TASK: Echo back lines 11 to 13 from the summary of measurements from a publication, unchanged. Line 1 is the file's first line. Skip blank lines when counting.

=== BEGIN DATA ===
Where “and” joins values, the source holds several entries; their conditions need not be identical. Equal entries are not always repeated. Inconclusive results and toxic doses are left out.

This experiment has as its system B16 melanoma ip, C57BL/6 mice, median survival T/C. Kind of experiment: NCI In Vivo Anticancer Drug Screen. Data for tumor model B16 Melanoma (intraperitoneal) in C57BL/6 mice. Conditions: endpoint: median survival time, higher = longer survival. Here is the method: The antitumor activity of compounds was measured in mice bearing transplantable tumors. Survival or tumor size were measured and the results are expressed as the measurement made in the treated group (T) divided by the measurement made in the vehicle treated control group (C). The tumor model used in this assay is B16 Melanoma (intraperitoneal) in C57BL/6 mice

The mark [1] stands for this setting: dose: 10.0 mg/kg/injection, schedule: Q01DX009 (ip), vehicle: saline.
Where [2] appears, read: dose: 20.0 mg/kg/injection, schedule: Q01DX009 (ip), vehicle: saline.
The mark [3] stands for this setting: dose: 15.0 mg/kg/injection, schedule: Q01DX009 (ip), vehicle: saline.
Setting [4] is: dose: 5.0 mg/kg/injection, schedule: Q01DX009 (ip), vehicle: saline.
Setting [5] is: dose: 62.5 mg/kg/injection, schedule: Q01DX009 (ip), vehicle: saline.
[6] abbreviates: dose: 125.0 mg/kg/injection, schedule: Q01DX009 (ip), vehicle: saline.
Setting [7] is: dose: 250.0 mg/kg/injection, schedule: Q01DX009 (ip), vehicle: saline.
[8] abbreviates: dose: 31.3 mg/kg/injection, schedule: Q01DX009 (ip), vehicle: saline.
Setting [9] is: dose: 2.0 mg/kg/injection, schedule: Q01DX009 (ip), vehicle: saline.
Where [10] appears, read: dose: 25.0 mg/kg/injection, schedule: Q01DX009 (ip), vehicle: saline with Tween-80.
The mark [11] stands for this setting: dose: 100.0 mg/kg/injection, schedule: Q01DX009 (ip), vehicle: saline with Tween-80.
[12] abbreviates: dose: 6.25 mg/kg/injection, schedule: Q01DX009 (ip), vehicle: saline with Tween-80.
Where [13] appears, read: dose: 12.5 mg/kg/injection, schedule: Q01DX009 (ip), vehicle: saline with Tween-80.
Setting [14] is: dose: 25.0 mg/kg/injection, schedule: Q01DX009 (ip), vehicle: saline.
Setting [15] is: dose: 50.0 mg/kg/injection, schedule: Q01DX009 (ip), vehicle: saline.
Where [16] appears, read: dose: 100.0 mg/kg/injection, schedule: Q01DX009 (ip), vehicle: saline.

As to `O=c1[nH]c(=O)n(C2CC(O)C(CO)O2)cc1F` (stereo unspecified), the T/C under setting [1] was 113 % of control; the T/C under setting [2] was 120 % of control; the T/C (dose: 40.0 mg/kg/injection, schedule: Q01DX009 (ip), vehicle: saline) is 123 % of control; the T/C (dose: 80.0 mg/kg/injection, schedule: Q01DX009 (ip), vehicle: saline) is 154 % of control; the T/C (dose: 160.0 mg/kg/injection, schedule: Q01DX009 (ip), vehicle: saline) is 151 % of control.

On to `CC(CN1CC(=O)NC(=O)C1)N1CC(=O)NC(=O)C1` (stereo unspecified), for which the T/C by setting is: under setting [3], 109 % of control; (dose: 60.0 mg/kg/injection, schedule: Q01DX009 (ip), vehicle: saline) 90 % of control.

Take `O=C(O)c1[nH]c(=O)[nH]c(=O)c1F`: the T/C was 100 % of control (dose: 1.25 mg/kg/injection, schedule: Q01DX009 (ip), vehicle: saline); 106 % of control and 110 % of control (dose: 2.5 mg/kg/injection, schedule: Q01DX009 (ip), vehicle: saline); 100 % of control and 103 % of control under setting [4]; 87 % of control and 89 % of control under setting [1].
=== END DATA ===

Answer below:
Setting [9] is: dose: 2.0 mg/kg/injection, schedule: Q01DX009 (ip), vehicle: saline.
Where [10] appears, read: dose: 25.0 mg/kg/injection, schedule: Q01DX009 (ip), vehicle: saline with Tween-80.
The mark [11] stands for this setting: dose: 100.0 mg/kg/injection, schedule: Q01DX009 (ip), vehicle: saline with Tween-80.